The Correspondence of Thomas Jefferson

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When the famous Resolutions of 1765, against the Stamp-act, were proposed, I was yet a student of law in Williamsburg. I attended the debate, however, at the door of the lobby of the House of Burgesses, and heard the splendid display of Mr. Henry's talents as a popular orator. They were great indeed; such as I have never heard from any other man. He appeared to me to speak as Homer wrote. Mr. Johnson, a lawyer, and member from the Northern Neck, seconded the resolutions, and by him the learning and the logic of the case were chiefly maintained. My recollections of these transactions may be seen page 6o of the life of Patrick Henry, by Wirt, to whom I furnished them.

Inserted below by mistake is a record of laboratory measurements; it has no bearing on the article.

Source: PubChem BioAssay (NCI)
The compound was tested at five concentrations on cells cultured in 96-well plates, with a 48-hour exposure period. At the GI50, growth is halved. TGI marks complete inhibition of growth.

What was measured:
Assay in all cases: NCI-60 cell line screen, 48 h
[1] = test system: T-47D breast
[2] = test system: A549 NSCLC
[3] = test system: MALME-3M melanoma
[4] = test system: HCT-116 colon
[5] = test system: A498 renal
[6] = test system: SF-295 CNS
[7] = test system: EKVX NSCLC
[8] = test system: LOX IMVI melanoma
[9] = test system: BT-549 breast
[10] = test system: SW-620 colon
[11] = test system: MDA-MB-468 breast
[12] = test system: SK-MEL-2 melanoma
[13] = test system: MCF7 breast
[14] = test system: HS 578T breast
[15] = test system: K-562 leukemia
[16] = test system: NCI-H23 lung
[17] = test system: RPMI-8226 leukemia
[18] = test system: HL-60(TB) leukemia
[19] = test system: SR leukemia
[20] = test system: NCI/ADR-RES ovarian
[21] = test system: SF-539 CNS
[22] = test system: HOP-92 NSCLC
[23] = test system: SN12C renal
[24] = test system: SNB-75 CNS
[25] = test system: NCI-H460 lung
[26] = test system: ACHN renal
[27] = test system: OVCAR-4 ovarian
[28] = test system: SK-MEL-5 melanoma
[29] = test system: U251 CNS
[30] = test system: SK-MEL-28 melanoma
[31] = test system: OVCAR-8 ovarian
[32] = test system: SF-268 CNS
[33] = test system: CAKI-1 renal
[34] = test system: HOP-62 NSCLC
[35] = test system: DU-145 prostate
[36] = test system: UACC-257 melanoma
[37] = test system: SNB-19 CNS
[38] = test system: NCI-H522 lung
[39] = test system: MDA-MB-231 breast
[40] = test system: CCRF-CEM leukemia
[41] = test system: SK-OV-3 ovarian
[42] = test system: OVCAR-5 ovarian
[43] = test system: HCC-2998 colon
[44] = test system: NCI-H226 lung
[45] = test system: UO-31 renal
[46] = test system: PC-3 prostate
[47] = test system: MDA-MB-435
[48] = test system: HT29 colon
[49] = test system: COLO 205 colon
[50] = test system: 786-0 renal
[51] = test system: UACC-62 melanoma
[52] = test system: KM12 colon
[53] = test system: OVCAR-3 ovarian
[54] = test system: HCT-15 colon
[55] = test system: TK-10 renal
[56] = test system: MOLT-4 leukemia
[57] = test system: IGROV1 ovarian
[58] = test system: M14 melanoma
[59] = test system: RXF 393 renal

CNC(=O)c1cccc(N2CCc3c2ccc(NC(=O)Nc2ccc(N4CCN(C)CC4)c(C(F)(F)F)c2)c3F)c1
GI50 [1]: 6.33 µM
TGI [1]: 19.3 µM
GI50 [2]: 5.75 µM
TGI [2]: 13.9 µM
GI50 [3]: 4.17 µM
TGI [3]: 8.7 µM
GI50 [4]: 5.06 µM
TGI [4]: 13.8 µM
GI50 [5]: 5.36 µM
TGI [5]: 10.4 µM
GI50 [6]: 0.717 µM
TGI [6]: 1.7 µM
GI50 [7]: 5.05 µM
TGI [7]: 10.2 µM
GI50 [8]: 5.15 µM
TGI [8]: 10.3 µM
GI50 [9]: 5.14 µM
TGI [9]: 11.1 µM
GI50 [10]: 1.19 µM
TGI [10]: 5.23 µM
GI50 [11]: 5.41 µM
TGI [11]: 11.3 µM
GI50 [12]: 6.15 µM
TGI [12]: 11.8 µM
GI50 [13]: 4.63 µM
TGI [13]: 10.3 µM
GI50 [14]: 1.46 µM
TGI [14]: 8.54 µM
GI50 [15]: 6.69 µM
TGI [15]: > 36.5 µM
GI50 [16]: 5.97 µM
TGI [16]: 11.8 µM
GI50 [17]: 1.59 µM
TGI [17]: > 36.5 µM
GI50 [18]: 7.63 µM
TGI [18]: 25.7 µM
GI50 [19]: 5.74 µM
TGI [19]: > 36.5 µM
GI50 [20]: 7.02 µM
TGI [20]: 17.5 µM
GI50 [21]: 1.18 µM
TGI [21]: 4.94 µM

from Notes for an Autobiography, 6 January 1821